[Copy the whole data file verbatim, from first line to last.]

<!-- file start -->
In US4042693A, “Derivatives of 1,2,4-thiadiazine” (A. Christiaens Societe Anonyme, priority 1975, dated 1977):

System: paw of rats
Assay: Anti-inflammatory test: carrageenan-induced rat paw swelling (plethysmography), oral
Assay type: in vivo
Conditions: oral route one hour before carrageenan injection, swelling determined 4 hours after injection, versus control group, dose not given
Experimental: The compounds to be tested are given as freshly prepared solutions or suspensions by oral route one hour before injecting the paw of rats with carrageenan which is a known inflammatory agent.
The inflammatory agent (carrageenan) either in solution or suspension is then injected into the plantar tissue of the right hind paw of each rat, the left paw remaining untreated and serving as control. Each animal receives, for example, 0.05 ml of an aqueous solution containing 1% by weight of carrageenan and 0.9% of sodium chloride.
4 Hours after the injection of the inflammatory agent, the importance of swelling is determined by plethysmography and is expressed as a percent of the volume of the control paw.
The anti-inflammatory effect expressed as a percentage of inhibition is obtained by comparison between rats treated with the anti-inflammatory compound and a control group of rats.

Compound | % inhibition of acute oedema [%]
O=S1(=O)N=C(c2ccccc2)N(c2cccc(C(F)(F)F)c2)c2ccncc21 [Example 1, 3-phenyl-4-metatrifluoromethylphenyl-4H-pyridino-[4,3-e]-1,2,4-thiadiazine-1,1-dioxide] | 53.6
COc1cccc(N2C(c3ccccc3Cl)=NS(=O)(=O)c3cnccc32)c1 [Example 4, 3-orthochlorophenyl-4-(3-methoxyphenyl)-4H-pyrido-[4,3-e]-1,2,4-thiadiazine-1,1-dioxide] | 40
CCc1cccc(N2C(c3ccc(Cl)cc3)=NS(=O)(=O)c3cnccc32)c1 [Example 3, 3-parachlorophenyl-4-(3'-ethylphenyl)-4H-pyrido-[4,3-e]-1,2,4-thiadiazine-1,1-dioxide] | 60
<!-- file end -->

In US4042693A, “Derivatives of 1,2,4-thiadiazine” (A. Christiaens Societe Anonyme, priority 1975, dated 1977):

System: paw of rats
Assay: Anti-inflammatory test: carrageenan-induced rat paw swelling (plethysmography), oral
Assay type: in vivo
Conditions: oral route one hour before carrageenan injection, swelling determined 4 hours after injection, versus control group, dose not given
Experimental: The compounds to be tested are given as freshly prepared solutions or suspensions by oral route one hour before injecting the paw of rats with carrageenan which is a known inflammatory agent.
The inflammatory agent (carrageenan) either in solution or suspension is then injected into the plantar tissue of the right hind paw of each rat, the left paw remaining untreated and serving as control. Each animal receives, for example, 0.05 ml of an aqueous solution containing 1% by weight of carrageenan and 0.9% of sodium chloride.
4 Hours after the injection of the inflammatory agent, the importance of swelling is determined by plethysmography and is expressed as a percent of the volume of the control paw.
The anti-inflammatory effect expressed as a percentage of inhibition is obtained by comparison between rats treated with the anti-inflammatory compound and a control group of rats.

Compound | % inhibition of acute oedema [%]
O=S1(=O)N=C(c2ccccc2)N(c2cccc(C(F)(F)F)c2)c2ccncc21 [Example 1, 3-phenyl-4-metatrifluoromethylphenyl-4H-pyridino-[4,3-e]-1,2,4-thiadiazine-1,1-dioxide] | 53.6
COc1cccc(N2C(c3ccccc3Cl)=NS(=O)(=O)c3cnccc32)c1 [Example 4, 3-orthochlorophenyl-4-(3-methoxyphenyl)-4H-pyrido-[4,3-e]-1,2,4-thiadiazine-1,1-dioxide] | 40
CCc1cccc(N2C(c3ccc(Cl)cc3)=NS(=O)(=O)c3cnccc32)c1 [Example 3, 3-parachlorophenyl-4-(3'-ethylphenyl)-4H-pyrido-[4,3-e]-1,2,4-thiadiazine-1,1-dioxide] | 60